The hunt for the perfect device

By Kevin Tomlinson, library consultant 

Idaho Commission for Libraries recently completed the first round of Digital Literacy Updates for Trustees. In these sessions, many of the questions and concerns raised by participants centered on “The Hunt for the Perfect Device.”

The impact of tablets has not turned out to be exactly what manufacturers expected, as consumers have discovered that these devices are good for entertainment, but not really conducive to work or study. The iPad, for instance, was intended to be a mobile storefront, where consumers can part with their money in exchange for movies, music, and games. And tablets perform this function quite well, much to the delight of manufacturers.

Instead of eroding existing demand for notebooks, tablets have created a new—and separate—demand. As the first tablet that consumers really bonded with, the iPad absorbed a portion of consumer budgets that, a few years ago, would have been earmarked for replacing aging notebook computers. Now that the honeymoon period with the iPad is cooling down, Intel continues to launch newer, faster chips, and Microsoft has released Windows 8, both of which are expected to boost demand for notebook computers. Microsoft says that Windows 8 is designed to work especially well with tablets, and time will tell if this is the case.

In the meantime, consumers who have grown accustomed to tablets have also warmed to the idea of a lightweight, very portable device, but they now want these features in a productivity tool. Alas, the tablet is not quite there yet. Consumers are willing to take a chance on tablets because they tend to be small, lightweight, and have few controls that are easy to learn. And—best of all—tablets tend to cost less than notebook computers. The problem is that most tablets do not have much processing capacity or memory, because a mobile storefront does not need those features. And tablets just do not do a satisfactory job of word processing, spreadsheets, presentations, or other productive activities.  At least not yet.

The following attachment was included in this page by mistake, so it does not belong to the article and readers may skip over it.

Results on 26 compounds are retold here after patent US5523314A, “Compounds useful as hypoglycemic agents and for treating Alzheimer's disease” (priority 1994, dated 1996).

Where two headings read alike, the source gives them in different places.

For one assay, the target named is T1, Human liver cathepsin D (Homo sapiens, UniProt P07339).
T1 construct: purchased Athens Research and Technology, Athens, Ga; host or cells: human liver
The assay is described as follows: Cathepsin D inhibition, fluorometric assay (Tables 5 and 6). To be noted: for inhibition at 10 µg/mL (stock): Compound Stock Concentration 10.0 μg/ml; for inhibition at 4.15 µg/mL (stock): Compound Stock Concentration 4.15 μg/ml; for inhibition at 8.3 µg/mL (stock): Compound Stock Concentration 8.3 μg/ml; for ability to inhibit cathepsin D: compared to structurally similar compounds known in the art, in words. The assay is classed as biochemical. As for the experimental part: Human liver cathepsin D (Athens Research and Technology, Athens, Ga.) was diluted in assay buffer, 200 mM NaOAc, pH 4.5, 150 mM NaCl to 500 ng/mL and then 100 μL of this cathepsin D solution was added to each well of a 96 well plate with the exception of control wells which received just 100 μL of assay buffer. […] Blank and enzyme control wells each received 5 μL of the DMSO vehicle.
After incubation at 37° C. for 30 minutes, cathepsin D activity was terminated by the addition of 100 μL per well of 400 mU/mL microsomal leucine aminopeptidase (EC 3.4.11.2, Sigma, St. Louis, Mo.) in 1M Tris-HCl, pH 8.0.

What we learned from our love affair with the tablet is that consumers are pleased with the user-friendliness of tablets, but disappointed by their limited functionality. The result is that people are now purchasing notebook computers to replace their old desktop and laptops, although they are still intrigued by tablets and seem to be looking forward to lighter weight, faster, shinier versions of these handheld devices that serve as movie theater, reference library, e-reader, arcade, and babysitter all rolled into one. Amazon and Barnes & Noble are well aware of this, and are now offering lightweight new HD handheld reading devices that not only let you enjoy the latest Grisham, but also surf the Web, post to Facebook, send and receive e-mail, screen Netflix movies, and listen to your favorite radio program from anywhere in the world as well. But this still does not solve the problem of a productivity tool that is also a good traveling companion. Consumers want enough computing power to get real work done, and in a package that is lightweight and compact. But is that too much to ask?

One solution that is seeing a marked increase in sales is the ultrabook, a very lightweight Windows-based notebook computer with long battery life and a solid state hard drive. Because the solid state hard drive has no moving parts and is very thin, it helps make a small, lightweight computing device possible. In 2008, Apple pioneered this concept with its beautiful-but-expensive MacBook Air, which is thin enough to fit into a manila envelope, weighs a mere 2.96 pounds, and boasts a battery life of up to seven hours. So we know that powerful and lightweight are not an impossible combination. Now that tablets have caught the fancy of consumers, other manufacturers are finally responding to Apple’s MacBook Air with an assortment of lightweight notebook computers, tablets, and convertible hybrids that are designed to be both tablet and notebook. If Microsoft adopts Apple’s model of manufacturing its own computers, using hardware specifically designed to work with its operating system, then we could soon see tablets that are affordable and capable of serving both as portable consumer emporium (something we enjoy using) and productivity tool (something the boss enjoys seeing us use). And don’t forget about Barnes & Noble or Amazon, who may decide to capitalize on our hunger for The Perfect Device by introducing something new and innovative. When there is a demand, someone will eventually figure out a way to meet it. The question is: Who will do it first?

In the meantime, don’t forget that employers will never tire of trying to block out the fun elements of any device they purchase for employee use, so having two tools—one for productivity, and one for entertainment—may not be such a bad thing after all.